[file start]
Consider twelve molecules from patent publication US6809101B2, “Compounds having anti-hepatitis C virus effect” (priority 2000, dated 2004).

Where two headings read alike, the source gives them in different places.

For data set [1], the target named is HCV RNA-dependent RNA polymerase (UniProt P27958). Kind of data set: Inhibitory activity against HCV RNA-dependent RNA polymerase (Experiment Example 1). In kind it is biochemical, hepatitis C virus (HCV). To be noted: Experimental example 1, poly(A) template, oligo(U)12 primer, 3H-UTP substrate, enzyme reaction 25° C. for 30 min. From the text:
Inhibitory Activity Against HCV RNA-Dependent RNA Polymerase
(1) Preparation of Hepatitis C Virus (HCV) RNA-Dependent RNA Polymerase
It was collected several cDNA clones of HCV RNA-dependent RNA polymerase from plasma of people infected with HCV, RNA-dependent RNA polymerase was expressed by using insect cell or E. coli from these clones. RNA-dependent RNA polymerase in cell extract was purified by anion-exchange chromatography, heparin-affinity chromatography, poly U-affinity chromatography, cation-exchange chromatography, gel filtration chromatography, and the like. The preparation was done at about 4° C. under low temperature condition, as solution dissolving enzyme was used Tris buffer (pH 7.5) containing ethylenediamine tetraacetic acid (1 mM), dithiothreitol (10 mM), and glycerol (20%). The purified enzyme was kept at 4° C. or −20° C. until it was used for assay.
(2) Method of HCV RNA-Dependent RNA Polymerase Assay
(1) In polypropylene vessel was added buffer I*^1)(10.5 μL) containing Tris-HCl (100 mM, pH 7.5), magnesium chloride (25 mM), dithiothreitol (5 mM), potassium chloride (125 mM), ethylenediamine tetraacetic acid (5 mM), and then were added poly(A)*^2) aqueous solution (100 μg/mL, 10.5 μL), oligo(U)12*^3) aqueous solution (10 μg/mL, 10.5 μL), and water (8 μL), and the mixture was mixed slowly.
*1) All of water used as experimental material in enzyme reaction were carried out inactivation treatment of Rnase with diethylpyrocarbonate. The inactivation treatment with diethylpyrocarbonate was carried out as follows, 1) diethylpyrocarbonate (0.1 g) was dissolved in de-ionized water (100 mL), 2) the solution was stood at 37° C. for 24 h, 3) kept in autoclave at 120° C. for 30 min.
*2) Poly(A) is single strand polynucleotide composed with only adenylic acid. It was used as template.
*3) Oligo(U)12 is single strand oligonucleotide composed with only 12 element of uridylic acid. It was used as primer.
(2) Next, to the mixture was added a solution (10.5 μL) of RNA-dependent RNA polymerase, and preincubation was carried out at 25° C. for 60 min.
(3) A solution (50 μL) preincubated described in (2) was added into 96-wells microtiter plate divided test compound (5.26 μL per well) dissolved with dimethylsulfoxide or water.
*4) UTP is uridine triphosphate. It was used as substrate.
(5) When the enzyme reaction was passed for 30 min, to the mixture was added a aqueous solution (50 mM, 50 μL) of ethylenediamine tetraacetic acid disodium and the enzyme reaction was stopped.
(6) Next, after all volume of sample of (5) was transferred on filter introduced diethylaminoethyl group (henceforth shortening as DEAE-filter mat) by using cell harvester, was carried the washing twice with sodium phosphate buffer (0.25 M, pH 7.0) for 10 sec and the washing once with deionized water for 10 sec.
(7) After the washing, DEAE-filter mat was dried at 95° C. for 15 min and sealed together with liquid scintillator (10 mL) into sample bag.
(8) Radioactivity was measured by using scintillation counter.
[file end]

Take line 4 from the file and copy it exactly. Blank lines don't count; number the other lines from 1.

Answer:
Inhibitory Activity Against HCV RNA-Dependent RNA Polymerase